Proof of Happiness

 

Photo Circa 1967
This instant photo sort of captures that certain je ne sais quois of mornings around the breakfast table at my house growing up. (Note the bottle of ubiquitous ketchup-required for all American meals.)

Instead of sitting to write my manifesto novel for Nanowrimo, I have been looking at old photos on my laptop. I’m calling it ‘organizing’ them, but what I am really doing is procrastinating wallowing in nostalgia. Some photos are incomprehensible. Why for example did I need to take a picture of my son’s gloves with his library book? Possibly for later identification when one or both got lost? The majority of the pictures, however, besides capturing the whimsical or inconsequential impulses of a shutter bug, seems to feed an insatiable need to record the best moments of life: the trips taken, the milestones celebrated and the triumphs achieved. The purpose of photographic evidence stems from a need to document a life well-lived. But what if it is an illusion? What then?

Old Photos007
The Christmas We Beat the Tree with a Broom to Remove the Needles. (We were kids, that’s why.) Hey, Cousin Todd. Remember this one?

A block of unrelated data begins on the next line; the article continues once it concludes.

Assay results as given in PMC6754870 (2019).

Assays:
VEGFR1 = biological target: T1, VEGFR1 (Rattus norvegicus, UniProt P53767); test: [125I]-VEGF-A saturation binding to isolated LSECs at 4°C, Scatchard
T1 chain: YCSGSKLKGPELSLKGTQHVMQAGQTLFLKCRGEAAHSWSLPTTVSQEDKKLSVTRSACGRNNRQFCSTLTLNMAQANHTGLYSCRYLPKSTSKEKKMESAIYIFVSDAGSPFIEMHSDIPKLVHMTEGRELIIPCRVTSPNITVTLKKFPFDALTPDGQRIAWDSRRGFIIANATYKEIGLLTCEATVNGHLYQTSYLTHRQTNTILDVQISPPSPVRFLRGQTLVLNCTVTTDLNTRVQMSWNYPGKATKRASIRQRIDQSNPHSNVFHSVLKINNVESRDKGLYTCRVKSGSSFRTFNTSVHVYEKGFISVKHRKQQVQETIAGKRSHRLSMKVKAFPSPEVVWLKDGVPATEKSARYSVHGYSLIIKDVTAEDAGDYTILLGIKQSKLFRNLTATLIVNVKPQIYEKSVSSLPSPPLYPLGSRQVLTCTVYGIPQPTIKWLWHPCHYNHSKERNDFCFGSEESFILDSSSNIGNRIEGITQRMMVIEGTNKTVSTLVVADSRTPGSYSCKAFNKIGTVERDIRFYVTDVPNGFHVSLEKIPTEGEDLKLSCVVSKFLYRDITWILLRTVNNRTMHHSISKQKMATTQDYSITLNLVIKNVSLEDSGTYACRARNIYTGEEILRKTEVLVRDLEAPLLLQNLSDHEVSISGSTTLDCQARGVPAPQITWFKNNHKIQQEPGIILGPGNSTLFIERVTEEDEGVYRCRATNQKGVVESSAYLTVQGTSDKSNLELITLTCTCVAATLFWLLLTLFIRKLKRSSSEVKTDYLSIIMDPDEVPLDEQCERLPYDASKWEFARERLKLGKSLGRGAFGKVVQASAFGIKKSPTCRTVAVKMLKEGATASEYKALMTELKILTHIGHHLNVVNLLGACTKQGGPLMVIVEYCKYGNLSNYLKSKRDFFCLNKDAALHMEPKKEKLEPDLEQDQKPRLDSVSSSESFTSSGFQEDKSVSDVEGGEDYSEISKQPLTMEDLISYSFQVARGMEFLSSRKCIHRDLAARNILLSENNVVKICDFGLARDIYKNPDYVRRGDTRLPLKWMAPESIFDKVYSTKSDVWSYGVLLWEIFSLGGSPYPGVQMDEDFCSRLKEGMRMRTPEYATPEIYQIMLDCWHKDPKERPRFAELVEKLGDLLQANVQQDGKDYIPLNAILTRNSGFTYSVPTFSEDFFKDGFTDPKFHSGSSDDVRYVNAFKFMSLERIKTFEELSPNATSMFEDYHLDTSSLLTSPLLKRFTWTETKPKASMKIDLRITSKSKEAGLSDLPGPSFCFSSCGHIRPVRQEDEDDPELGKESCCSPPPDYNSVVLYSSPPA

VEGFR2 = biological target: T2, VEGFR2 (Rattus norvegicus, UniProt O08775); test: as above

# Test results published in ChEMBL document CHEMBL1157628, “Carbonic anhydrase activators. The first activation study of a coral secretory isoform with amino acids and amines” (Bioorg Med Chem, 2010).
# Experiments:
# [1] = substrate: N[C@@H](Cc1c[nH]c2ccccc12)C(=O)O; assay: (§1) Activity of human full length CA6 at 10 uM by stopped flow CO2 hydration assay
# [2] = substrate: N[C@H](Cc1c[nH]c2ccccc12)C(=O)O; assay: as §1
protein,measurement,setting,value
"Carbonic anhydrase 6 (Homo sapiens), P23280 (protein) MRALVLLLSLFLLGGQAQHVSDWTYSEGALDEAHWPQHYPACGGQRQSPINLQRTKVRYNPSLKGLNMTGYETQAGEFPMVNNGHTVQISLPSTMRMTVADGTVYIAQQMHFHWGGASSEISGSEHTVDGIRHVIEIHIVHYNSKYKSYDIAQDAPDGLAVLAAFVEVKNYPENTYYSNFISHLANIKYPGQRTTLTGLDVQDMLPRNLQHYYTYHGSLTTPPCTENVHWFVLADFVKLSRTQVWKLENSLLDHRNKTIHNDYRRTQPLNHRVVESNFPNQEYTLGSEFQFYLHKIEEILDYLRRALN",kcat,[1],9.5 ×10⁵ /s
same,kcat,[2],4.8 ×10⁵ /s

I have been that relative. You know the one. The person who carried a camera to all family events, insisting on posing people or worse, snapping natural pictures of people unawares with their mouths open shoving a too-big piece of cake into their pie cake-holes. We are a much-reviled breed of enthusiasts* With the advent of digital cameras and cell-phone pics, we are much harder to spot. In fact, we may now outnumber those irritating people who hate getting their picture taken. Take that you privacy freaks.

Old Photos005
You can see the joy of parenting just oozing from my father’s face. It’s as if he is warning of what happens when you gamble with your dna.

What is the source of our obsession? Why do people like me seek to pin the memory to paper? To alter and revise our lives to show only the best? Perhaps, because joy is fleeting, it needs to be recorded so that we know it is possible. That, if after enough time passes, we can believe that we were happy. We are the Kodachrome revisionists—there is no negative we cannot develop into a positive.

Old Photos029
I am the chubby little chunk in red-n-white stripes. You can just see how thrilled I am about getting a baby brother. (No idea who the guy to the right is. Ignore his inclusion in this photo. I am.)